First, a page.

“We’ve Come A Long Way Baby”
“Second class don’t turn me on at all…”
These are the words from a popular country song by Loretta Lynn, released in 1979. I am going to use these words to express my feelings on how Yachting has evolved.
In my 42 year career (and counting) as a Boat Captain, I have seen pleasure yachting take a quantum leap in technological advances, safety and comfort. Gone are the days of celestial navigation, Taffrail logs and dead reckoning. My first sailboat delivery from Miami, Florida to Cartagena, Colombia was with the help of a Radio Direction Finder (RDF). This was basically a radio that could receive am, and fm signals. Identifying a radio station or LORAN transmitter by it’s Morse code, the operator would turn a directional antenna until the signal disappeared, thus marking the direction of the station relative to the vessel. Triangulating two or three signals on a paper chart would give the operator a fix of plus or minus 25 nm. The release of Loran A then C from military use, gave yachtsmen a new albeit expensive thrust forward in navigation technology. It wasn’t till the late 1970’s that Northstar introduced a marine satellite navigation system that utilized orbital satellites to obtain a fix. There were only one or two orbital satellites at the time and the unit would dead reckon
until the satellite would come above the horizon.
Two to six good fixes per day were the most a navigator could expect. The implementation of fixed orbit satellites in ever increasing numbers, gave us satellite navigation on a steady basis around the clock, “and what a thrill that was!”Our gps navigators today give us a wealth of information with an accuracy of plus or minus inches. A well equipped modern yacht benefits from advances in gyro/hydraulic stabilization, computer controlled monitoring systems that can monitor everything from bilge pumps, engines, generators and water pumps to what doors are ajar anywhere on the vessel. Technological advances in radar give us long and short range clear, crisp and constant color images with multi- target tracking capability and AIS input. Sonar and sounders are now capable of looking farther and deeper and showing us the bottom in three dimensional graphics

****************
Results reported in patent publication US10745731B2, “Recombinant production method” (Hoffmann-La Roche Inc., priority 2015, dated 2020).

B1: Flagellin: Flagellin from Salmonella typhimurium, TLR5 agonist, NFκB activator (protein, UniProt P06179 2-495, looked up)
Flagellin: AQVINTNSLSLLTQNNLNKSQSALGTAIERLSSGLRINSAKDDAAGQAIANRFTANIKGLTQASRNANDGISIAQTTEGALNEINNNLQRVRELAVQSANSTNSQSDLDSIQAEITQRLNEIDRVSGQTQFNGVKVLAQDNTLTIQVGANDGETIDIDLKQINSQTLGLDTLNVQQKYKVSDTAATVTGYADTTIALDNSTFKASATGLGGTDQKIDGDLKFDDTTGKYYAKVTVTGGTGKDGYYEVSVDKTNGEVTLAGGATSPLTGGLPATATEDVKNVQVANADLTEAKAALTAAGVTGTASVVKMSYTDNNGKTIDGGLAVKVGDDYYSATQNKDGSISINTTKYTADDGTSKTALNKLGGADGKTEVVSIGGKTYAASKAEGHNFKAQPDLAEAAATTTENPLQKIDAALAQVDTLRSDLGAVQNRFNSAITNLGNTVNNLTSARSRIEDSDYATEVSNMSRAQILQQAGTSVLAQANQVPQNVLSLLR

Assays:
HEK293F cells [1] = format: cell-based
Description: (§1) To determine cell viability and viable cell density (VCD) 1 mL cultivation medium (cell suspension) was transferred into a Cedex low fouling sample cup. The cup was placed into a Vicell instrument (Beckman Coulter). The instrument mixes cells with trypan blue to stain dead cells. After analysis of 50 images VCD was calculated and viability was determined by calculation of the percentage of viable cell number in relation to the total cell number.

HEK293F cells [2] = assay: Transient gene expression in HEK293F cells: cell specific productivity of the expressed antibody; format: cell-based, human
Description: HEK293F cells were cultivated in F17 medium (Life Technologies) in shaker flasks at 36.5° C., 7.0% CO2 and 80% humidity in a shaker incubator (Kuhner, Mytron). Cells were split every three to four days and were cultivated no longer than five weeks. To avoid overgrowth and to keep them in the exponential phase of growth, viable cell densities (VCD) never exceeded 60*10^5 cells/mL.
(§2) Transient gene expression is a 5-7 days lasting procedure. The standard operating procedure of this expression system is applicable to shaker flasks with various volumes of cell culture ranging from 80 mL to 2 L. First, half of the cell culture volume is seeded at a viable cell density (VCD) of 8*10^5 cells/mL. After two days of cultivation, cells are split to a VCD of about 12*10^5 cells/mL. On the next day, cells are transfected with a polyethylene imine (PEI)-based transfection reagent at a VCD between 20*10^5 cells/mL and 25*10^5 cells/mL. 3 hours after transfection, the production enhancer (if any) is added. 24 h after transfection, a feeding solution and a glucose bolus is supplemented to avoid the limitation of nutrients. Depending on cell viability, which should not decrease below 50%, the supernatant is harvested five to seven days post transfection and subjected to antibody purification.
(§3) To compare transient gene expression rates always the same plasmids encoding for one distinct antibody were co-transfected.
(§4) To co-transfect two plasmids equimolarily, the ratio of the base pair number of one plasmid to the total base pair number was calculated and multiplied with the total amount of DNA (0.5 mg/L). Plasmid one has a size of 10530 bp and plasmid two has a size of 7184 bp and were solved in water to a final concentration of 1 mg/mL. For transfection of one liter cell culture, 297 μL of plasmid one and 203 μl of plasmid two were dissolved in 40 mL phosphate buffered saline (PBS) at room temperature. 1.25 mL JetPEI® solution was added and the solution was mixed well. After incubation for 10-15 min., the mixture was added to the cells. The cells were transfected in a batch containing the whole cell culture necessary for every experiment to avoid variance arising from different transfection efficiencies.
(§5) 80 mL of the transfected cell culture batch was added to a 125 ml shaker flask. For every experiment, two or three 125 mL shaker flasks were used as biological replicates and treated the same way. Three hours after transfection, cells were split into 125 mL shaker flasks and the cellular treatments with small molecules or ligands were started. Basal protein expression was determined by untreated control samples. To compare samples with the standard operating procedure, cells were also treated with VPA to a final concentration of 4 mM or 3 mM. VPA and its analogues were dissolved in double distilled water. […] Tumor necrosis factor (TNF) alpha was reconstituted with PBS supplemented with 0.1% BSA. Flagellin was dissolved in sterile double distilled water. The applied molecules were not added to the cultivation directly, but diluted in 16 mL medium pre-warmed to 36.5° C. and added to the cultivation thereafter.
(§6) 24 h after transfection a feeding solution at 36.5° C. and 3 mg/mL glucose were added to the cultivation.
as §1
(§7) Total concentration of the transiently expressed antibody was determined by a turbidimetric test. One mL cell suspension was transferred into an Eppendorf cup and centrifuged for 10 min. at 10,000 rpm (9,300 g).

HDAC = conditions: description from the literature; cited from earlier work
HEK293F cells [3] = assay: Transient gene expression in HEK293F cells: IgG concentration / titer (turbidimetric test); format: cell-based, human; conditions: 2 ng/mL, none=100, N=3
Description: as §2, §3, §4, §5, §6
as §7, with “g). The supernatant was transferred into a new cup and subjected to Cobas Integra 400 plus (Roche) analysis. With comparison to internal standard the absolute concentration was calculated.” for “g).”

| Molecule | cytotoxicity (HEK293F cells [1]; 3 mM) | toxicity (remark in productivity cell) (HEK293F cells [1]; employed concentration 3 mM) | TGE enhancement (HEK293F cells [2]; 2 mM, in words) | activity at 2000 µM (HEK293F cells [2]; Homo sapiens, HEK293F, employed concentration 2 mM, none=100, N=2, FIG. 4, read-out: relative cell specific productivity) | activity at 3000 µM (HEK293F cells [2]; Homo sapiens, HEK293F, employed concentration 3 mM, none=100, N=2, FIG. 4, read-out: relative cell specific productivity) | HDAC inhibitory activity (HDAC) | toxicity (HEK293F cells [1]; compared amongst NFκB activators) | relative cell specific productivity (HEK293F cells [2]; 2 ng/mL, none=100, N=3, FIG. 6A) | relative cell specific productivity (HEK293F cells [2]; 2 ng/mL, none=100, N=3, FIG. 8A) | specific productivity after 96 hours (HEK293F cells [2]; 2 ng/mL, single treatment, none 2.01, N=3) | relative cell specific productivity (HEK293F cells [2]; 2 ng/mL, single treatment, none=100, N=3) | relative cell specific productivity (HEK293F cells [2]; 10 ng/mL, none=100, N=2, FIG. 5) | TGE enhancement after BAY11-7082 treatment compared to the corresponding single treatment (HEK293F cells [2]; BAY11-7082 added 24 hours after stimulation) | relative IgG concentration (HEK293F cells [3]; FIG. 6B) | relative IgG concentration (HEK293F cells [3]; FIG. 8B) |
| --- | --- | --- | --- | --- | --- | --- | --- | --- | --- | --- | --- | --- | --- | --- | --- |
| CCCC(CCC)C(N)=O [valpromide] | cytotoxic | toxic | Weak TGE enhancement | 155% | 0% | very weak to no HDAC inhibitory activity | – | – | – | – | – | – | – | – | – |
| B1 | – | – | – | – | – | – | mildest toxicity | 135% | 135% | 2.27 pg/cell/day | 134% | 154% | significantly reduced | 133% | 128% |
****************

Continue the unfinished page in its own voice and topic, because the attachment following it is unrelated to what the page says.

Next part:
with amazing detail. Low light cameras coupled with infrared sensors allow us to see at night. Auto pilots that learn and can compensate for cross track error. Satellite tv, internet and phone communication with virtually no delay, and the list goes on. The pilot house of a modern yacht can be compared to that of a cruise ship and in some ways superior as it can be operated by a single helmsman.
A modern yacht boasts a list of creature comforts that rival the best of five star hotels. Climate control in all zones, multiple entertainment centers, plush, lavish interiors, laundry facilities, a high crew to passenger ratio providing special attention for guests, and in most cases even a private chef.
Columbus would turn in his grave with envy if he could see us now.
Yes, “We’ve Come A Long Way Baby”
Cruising the Oceans of the world in the 21st century is more akin to what we associate with space exploration. It is truly a new frontier.